Identity fraud continues to be used frequently in mortgage fraud schemes, but the overall risk ID schemes pose to the industry is declining, according to the latest report from Interthinx, a national risk mitigation company focusing on mortgage fraud and regulatory compliance.
The company’s Identity Fraud Risk Index for the third quarter of 2012 declined 1 percent in the past six months and 24 percent in the past two years. This comes at a time when law enforcement and lending industry executive are closely scrutinizing every facet of mortgages.
Despite the overall decline, some cities posted substantial spikes in the risk of identity fraud in mortgage scams.
Ann Fulmer, Vice President of Interthinx Industry Relations, stressed the important but not widely recognized role Notaries play in preventing identity fraud. “The Notary’s most important tool for stopping identity theft is their own power of observation,” Fulmer said. “Since just about any form of official identity document can be re-created on the Internet, a Notary should be on the lookout for signs that indicate a forgery. Sometimes all it takes is a look at the reverse side of a driver’s license to see if it is identified as a ‘novelty.’ But in other cases, the forgeries seem to be picture-perfect.”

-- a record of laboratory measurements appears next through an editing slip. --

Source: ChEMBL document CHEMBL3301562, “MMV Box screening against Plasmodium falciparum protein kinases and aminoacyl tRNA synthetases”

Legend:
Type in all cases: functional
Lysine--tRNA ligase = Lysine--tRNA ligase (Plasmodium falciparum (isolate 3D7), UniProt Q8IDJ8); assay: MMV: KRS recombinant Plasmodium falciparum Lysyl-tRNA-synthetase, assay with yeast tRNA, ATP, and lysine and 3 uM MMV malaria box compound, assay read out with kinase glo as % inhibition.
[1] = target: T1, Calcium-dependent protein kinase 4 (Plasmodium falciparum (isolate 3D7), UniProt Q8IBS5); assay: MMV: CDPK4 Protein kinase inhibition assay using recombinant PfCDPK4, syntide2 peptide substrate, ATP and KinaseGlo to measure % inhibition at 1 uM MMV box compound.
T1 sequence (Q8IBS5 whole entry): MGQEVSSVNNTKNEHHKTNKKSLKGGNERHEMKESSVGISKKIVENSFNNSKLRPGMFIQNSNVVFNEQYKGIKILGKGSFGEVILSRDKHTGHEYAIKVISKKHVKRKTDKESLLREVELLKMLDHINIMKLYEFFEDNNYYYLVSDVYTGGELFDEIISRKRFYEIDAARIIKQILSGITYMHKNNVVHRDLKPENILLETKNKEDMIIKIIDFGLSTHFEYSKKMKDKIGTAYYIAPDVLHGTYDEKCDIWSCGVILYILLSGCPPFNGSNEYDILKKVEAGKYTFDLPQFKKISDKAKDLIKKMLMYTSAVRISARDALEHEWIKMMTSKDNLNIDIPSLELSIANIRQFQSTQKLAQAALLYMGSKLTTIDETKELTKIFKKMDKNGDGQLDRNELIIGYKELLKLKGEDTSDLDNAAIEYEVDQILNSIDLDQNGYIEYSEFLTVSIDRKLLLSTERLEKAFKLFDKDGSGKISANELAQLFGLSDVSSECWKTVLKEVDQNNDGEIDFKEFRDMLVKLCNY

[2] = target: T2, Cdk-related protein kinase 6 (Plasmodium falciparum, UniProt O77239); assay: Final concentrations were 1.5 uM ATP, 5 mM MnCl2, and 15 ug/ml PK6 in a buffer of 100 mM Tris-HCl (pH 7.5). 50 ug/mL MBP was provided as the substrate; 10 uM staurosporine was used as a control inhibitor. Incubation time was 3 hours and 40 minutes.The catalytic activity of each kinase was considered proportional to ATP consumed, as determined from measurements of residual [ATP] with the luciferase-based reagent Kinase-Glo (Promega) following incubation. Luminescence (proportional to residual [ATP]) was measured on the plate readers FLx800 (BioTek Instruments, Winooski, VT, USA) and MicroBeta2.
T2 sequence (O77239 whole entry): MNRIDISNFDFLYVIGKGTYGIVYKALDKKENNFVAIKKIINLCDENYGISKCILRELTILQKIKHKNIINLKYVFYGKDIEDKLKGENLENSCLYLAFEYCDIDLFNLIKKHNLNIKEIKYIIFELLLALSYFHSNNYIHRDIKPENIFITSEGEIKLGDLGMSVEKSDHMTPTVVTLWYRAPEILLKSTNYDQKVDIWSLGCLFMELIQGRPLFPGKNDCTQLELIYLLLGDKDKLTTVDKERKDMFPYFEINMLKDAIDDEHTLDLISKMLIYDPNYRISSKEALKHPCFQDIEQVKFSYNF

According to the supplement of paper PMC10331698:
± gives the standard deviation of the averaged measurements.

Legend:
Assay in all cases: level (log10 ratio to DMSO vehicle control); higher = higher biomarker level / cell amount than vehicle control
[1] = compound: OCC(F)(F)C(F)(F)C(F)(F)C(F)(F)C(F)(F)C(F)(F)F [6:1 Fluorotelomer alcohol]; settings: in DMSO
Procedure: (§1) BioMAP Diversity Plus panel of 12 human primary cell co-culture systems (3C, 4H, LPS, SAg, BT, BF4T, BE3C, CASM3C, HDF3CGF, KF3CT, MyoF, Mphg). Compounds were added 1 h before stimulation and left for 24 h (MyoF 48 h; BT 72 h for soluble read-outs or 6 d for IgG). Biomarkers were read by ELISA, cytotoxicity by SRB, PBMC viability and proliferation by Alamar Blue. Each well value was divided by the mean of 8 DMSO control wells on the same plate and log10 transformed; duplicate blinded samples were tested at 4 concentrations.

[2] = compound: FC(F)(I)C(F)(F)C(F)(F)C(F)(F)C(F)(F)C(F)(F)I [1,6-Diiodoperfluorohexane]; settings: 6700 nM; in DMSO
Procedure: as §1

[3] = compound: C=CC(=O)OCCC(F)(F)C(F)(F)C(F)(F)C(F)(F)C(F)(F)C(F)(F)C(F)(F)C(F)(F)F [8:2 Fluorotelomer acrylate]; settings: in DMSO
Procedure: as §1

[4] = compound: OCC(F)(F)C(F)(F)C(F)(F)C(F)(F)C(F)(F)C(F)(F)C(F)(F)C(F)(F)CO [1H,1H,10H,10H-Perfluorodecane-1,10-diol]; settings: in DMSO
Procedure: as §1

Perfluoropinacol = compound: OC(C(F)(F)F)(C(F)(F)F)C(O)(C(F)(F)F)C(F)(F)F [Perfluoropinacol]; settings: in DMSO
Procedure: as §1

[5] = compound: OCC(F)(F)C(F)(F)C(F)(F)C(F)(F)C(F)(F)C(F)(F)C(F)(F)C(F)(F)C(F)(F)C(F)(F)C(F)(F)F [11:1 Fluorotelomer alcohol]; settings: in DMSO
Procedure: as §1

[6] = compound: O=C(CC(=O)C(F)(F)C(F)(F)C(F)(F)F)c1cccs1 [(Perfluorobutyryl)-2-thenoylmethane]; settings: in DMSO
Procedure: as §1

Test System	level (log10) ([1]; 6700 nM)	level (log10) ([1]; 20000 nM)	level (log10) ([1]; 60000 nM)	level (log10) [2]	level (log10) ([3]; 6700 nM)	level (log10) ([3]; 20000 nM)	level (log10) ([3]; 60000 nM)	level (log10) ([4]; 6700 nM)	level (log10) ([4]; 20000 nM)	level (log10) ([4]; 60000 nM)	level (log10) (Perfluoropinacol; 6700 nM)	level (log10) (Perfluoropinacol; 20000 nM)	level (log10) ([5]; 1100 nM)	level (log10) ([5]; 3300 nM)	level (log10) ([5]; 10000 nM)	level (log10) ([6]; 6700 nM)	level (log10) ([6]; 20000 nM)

Fulmer advised Notaries to become very familiar with their state’s security measures and carefully check licenses presented by borrowers to make sure the security elements are present. A Notary with detailed and current knowledge of what the genuine article looks like will have a greatly improved advantage in spotting a fake. “Notaries are one of the last lines of defense against mortgage fraud,” said Fulmer. “By following proper procedures, Notaries can help stem the tide of identity fraud.”
The NNA offers a free online webinar for Notaries who want to brush up on the proper way to identify signers.